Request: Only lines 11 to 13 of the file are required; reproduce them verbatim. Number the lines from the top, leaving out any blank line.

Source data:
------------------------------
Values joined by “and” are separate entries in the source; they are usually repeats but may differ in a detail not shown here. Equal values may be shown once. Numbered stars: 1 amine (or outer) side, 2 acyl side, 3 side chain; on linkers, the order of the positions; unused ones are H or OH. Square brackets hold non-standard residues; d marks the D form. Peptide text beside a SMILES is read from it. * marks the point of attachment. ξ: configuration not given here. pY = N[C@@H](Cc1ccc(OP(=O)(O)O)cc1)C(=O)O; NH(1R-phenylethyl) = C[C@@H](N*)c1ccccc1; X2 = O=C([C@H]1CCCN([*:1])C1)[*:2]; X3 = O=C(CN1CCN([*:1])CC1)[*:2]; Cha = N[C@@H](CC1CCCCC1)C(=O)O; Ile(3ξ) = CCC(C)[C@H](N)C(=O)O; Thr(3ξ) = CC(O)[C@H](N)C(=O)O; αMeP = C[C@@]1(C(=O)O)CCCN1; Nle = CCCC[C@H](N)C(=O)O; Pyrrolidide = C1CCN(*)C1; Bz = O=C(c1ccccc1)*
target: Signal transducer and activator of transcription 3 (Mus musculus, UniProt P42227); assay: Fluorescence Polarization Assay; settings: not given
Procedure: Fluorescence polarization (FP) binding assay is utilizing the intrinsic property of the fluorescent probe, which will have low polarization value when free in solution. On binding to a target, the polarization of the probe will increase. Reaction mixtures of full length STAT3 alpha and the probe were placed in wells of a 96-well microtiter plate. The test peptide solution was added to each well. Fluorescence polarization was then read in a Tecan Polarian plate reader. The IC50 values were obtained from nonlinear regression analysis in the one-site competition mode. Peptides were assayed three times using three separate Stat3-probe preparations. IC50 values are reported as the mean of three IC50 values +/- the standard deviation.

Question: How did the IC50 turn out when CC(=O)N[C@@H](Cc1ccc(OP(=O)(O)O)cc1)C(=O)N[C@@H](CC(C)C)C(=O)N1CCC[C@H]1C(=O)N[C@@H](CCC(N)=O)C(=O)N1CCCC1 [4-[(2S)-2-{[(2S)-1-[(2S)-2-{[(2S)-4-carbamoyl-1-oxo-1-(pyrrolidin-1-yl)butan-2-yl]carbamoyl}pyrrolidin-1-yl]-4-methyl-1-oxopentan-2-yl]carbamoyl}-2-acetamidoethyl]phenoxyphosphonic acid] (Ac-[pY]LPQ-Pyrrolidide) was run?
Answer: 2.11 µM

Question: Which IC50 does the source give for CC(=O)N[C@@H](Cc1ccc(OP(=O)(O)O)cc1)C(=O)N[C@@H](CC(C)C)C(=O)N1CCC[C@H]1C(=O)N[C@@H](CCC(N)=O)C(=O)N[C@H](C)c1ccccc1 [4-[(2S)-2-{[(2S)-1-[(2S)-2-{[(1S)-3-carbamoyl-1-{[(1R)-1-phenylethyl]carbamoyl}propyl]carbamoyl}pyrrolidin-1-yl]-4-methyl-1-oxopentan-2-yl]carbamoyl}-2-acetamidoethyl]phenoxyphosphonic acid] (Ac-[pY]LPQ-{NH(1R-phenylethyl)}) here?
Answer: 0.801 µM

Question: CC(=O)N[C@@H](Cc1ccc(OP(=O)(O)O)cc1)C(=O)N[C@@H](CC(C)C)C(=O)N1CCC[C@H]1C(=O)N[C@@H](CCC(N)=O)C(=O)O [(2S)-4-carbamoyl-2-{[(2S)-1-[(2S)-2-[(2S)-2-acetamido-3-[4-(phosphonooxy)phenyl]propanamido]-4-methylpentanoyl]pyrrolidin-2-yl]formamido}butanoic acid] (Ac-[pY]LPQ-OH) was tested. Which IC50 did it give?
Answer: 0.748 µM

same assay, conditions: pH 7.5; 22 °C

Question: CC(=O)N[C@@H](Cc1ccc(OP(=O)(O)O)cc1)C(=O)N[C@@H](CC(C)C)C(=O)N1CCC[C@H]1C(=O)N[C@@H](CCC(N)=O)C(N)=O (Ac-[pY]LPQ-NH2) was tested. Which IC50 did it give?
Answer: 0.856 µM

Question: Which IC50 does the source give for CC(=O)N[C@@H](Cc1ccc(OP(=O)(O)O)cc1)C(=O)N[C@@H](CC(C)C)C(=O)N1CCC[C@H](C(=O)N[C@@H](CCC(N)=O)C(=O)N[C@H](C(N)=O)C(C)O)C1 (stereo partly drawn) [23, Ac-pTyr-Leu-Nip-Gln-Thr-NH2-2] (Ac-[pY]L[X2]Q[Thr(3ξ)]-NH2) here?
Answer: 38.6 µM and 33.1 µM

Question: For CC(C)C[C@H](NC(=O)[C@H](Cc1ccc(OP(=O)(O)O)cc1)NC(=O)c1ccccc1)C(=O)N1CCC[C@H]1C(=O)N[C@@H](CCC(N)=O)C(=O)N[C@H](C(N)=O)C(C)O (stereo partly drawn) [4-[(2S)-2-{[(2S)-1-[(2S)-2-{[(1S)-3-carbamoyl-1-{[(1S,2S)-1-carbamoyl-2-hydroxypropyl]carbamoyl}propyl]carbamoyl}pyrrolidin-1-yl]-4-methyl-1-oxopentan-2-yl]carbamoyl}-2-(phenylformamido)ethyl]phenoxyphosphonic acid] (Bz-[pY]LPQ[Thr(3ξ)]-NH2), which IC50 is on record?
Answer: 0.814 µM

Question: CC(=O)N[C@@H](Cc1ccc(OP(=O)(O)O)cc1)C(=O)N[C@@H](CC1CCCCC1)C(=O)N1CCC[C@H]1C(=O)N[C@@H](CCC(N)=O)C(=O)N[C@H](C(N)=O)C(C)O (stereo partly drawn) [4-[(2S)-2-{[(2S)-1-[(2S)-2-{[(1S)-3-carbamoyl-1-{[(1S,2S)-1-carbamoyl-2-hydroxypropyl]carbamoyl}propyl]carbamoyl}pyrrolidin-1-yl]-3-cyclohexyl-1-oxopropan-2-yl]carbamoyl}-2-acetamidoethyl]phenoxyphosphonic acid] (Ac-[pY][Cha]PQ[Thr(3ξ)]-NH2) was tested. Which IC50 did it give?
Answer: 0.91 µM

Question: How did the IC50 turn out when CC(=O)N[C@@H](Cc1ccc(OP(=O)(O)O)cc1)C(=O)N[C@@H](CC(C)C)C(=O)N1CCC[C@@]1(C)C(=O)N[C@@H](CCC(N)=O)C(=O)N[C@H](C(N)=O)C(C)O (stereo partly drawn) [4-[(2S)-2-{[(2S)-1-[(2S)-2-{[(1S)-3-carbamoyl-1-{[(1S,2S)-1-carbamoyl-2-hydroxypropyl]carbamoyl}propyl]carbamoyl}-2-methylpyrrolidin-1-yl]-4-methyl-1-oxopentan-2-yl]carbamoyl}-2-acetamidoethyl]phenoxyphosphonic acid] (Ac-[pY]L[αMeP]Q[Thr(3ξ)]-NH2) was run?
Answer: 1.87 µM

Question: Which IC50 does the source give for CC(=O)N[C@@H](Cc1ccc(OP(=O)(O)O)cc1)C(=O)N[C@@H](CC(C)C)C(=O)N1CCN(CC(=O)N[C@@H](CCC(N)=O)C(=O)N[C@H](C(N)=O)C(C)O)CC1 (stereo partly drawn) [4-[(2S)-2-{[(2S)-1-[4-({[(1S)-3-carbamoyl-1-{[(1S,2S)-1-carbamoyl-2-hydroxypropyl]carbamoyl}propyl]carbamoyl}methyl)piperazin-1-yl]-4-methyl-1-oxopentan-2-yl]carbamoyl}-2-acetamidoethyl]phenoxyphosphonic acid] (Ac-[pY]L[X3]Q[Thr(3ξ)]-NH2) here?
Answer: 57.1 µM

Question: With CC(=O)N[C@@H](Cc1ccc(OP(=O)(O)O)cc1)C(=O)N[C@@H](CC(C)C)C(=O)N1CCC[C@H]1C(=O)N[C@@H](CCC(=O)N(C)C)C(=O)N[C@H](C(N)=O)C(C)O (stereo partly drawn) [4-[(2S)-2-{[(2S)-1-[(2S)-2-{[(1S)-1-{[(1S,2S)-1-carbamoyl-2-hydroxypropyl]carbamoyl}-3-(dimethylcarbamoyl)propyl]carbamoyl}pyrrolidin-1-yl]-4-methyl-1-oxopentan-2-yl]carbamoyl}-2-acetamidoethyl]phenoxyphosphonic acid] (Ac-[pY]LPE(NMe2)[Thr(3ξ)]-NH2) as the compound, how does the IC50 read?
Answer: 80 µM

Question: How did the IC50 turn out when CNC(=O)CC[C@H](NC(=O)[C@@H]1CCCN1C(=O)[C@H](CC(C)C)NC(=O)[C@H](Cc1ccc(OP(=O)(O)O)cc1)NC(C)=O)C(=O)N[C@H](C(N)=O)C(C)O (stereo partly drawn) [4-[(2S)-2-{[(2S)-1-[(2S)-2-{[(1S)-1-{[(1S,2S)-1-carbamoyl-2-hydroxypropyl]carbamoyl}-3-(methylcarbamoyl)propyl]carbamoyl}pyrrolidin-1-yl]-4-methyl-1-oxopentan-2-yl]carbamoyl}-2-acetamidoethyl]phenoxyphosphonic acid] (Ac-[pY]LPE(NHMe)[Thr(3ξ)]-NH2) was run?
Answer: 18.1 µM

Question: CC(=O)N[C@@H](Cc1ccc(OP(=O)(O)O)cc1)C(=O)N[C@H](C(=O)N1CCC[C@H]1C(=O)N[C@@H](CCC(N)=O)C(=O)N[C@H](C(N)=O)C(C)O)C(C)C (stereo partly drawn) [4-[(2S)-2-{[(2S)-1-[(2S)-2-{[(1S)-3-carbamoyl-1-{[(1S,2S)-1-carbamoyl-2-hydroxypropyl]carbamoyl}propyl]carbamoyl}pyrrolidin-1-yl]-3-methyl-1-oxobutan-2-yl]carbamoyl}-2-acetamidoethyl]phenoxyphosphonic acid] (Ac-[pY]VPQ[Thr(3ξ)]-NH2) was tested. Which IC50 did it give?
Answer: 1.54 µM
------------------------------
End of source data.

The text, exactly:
Question: CC(=O)N[C@@H](Cc1ccc(OP(=O)(O)O)cc1)C(=O)N[C@@H](CC(C)C)C(=O)N1CCC[C@H]1C(=O)N[C@@H](CCC(N)=O)C(N)=O (Ac-[pY]LPQ-NH2) was tested. Which IC50 did it give?
Answer: 0.856 µM

Question: Which IC50 does the source give for CC(=O)N[C@@H](Cc1ccc(OP(=O)(O)O)cc1)C(=O)N[C@@H](CC(C)C)C(=O)N1CCC[C@H](C(=O)N[C@@H](CCC(N)=O)C(=O)N[C@H](C(N)=O)C(C)O)C1 (stereo partly drawn) [23, Ac-pTyr-Leu-Nip-Gln-Thr-NH2-2] (Ac-[pY]L[X2]Q[Thr(3ξ)]-NH2) here?